echo in venous thrombo
Evaluation of the critically ill patient with suspected or confirmed pulmonary embolism remains a challenging clinical quandary. Critical care echo (CCE) can be a valuable bedside adjunct in patients who are too sick to be transported or continue to deteriorate, despite escalating intensive therapy. Whether it is used as a diagnostic adjunct, in hemodynamic evaluation, or prognostically to evaluate risk of deterioration, CCE can provide critical insights in a patient with severe cardiorespiratory and/or hemodynamic deterioration. CCE may also unveil potential confounders such as acute valvular regurgitation and biventricular failure.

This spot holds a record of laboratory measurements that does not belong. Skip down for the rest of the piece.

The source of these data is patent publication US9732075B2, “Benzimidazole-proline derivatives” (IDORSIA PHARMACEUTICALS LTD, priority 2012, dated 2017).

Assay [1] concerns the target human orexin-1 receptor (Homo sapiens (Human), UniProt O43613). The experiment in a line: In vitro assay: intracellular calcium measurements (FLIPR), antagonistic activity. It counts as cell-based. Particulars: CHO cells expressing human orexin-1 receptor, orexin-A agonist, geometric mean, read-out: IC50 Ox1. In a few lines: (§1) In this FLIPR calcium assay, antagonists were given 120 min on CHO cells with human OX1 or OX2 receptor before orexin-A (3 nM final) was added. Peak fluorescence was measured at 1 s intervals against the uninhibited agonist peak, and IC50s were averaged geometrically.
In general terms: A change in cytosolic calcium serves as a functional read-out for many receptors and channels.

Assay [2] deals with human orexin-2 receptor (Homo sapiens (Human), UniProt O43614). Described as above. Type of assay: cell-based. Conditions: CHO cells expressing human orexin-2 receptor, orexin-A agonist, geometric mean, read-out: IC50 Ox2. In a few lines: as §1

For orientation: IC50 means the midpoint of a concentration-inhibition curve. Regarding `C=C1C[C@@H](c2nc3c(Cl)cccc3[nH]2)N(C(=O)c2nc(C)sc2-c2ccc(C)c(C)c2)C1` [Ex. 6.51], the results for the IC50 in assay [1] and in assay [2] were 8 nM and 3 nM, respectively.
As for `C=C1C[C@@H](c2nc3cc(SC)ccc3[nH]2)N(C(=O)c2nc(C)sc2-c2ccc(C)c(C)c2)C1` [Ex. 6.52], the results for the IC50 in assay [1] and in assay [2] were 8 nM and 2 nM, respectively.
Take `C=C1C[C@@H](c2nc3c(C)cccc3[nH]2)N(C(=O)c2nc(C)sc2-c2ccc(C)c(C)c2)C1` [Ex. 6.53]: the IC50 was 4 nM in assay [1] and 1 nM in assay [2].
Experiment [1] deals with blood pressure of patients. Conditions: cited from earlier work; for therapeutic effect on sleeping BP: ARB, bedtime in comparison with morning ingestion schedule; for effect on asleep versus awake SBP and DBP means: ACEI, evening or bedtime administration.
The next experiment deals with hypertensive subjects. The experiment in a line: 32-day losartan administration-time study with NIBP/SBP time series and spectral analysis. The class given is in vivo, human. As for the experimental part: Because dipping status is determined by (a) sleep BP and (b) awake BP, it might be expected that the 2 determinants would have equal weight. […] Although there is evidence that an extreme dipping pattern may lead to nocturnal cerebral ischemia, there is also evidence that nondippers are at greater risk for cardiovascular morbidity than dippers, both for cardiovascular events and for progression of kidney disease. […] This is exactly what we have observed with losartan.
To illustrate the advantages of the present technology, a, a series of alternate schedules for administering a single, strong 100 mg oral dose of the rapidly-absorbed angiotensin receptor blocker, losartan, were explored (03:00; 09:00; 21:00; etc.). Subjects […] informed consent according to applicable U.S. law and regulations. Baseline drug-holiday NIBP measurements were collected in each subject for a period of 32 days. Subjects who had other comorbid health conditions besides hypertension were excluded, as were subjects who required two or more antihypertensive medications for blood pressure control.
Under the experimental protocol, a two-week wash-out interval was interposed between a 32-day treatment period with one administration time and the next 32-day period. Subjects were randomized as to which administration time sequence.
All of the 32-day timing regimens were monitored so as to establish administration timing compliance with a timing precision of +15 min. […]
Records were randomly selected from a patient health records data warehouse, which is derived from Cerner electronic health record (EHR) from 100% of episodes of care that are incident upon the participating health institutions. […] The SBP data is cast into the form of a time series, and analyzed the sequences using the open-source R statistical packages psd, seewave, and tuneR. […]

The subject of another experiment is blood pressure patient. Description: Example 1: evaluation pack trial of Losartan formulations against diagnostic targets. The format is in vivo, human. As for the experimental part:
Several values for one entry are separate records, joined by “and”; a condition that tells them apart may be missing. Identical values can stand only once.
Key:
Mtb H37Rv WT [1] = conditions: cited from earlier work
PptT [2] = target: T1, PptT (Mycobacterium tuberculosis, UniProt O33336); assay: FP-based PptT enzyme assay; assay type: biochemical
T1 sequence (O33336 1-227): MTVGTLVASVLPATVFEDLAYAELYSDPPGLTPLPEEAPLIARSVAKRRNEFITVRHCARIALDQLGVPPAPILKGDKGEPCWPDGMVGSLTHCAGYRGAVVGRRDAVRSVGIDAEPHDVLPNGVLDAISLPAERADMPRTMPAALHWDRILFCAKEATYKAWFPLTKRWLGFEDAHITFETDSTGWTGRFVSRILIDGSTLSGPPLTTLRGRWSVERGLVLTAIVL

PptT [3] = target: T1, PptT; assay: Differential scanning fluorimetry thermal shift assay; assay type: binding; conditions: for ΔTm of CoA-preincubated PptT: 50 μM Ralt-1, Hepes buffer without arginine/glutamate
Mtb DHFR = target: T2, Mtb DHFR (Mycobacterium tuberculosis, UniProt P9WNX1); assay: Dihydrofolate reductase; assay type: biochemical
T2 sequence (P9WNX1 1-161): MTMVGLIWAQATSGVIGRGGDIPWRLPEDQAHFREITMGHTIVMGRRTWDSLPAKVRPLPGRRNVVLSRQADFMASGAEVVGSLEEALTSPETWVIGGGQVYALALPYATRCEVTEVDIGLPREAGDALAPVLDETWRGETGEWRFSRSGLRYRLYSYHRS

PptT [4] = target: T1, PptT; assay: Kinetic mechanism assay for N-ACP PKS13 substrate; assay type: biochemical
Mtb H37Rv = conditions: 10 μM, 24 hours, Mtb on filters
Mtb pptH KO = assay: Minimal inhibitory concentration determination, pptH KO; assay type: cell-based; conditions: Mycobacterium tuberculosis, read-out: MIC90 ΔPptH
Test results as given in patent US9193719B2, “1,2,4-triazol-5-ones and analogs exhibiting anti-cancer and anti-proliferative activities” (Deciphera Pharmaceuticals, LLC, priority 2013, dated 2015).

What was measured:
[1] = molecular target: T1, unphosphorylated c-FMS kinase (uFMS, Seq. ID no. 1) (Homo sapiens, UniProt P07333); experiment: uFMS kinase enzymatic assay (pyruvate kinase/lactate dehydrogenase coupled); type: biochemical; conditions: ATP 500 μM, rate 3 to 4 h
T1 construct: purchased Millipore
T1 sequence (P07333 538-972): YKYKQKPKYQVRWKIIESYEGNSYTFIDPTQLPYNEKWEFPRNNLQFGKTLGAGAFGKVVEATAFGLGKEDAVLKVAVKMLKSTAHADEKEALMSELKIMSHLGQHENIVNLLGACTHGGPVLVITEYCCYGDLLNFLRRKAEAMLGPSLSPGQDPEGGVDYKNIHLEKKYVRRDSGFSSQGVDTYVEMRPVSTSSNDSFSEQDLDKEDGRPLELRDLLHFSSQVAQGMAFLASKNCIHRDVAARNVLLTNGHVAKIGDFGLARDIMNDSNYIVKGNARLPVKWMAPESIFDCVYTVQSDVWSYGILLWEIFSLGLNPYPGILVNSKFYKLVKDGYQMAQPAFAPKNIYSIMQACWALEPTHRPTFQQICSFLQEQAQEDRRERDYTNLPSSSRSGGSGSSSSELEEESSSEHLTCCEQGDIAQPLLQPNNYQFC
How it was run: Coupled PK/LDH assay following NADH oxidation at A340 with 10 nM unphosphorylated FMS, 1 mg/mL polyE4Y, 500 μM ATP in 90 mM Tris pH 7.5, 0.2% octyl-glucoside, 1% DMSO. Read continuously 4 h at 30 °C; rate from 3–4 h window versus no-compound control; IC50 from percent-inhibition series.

Characteristic findings such as inter-ventricular septal flattening, RV dilatation and poor RV systolic movement can all signify an acute RV process, which may occur in the setting of acute pulmonary embolism. In fact, detection of RV dysfunction in the patient with confirmed pulmonary embolism is associated with a significantly increased in-hospital morbidity and mortality (1,2). CCE plays a critical role in risk assessment and guiding treatment decisions in patients who are severely hemodynamically compromised (3). Despite the appeal, CCE is not advised as a routine procedure in hemodynamically stable patients with confirmed pulmonary embolism (3).